State of Manhattan Luxury Rentals: Favorable Conditions for Renters in the Future
August marked the unofficial end of the peak of renting season in Manhattan, and in one of the busiest real estate markets in the world, but there’s great news: no rent growth despite increased demand. This is no surprise, however. Over the past few months, the growth of rental apartment prices have slowed or even reversed in Manhattan, Brooklyn, and Queens, with the average rental price at $4,033 — around one percent cheaper compared to last year.
The relative stability of apartment rental prices in Manhattan is largely attributed to new, ongoing development that has constantly added more available rental units to the market. In August, there was a 39.6% increase in listing inventory compared to the same time last year. However, looking at the supply of rental units alone may be insufficient to explain the relative stability of rental prices.
Another factor that may prevent prices from rising in the rental market is a decline in the demand for rentals, which may signal weakness in the economy or other underlying problems. However, this is not true. The number of new leases in Manhattan jumped two percent compared to the same time last year, and almost six percent compared to July 2016. Demand for rental apartments is higher than ever, and the reason why rental prices have not risen is because supply seems to be impressively outpacing that demand.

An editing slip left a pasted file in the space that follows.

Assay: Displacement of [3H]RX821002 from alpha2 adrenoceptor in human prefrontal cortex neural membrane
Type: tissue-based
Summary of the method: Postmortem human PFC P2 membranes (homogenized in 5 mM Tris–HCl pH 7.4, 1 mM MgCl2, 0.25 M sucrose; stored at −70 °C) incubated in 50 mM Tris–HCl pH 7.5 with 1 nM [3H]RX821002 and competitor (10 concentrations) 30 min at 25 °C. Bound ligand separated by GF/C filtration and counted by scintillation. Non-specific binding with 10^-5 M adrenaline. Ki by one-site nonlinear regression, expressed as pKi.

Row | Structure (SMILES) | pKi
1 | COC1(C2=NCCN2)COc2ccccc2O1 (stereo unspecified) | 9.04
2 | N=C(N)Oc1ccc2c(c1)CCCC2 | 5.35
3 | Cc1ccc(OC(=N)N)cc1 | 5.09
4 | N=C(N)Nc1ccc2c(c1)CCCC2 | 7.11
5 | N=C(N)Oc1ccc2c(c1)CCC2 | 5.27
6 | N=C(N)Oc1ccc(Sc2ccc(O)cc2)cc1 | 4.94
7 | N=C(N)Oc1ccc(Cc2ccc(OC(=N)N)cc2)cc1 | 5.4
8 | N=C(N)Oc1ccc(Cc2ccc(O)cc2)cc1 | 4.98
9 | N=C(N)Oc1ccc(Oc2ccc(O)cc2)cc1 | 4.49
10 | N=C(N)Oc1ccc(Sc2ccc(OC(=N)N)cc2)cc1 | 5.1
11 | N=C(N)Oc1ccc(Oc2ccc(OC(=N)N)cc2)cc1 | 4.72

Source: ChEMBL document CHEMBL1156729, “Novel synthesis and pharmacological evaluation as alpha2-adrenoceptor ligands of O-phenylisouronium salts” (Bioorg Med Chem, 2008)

The same patterns hold true for Manhattan’s luxury real estate industry. The average luxury rental price in August 2016 was $9,843, down around two percent compared to the same time last year. Meanwhile, the number of new leases increased by 1.5 percent compared to last year, and almost five percent compared to just two months ago.
For those thinking about renting an apartment, especially a high-end one in Manhattan, current market conditions favor renters. Stabilizing prices and listings on the market for an extended period of time may allow renters to explore a wide variety of living options. Renters also have more negotiating power, with the listing discount rising 0.6 percent compared to last year — now at 2.2 percent.
While demand for apartment rentals has always been consistently high in Manhattan, supply often fluctuates. However, the real estate market, especially luxury real estate, won’t be facing shortages in rentals any time soon. 5,675 newly constructed units, most of which are high-end, will be added to Manhattan’s rental inventory this year, and there are a slate of projects in Midtown Manhattan on Billionaire’s Row. Other much-anticipated projects currently under construction include Hudson Yards and One Vanderbilt. Once completed, these high-rises are expected to add thousands of additional units to the rental market.
Manhattan’s real estate industry usually sees supply shortages driving prices up. However, the market is now at a point where the supply of apartment rentals has accelerated beyond the consistently high demand for them, creating favorable conditions for renters. Barring any major unforeseen changes, such as a sudden downturn in the economy, we may see a similar rental climate in the next few months or so.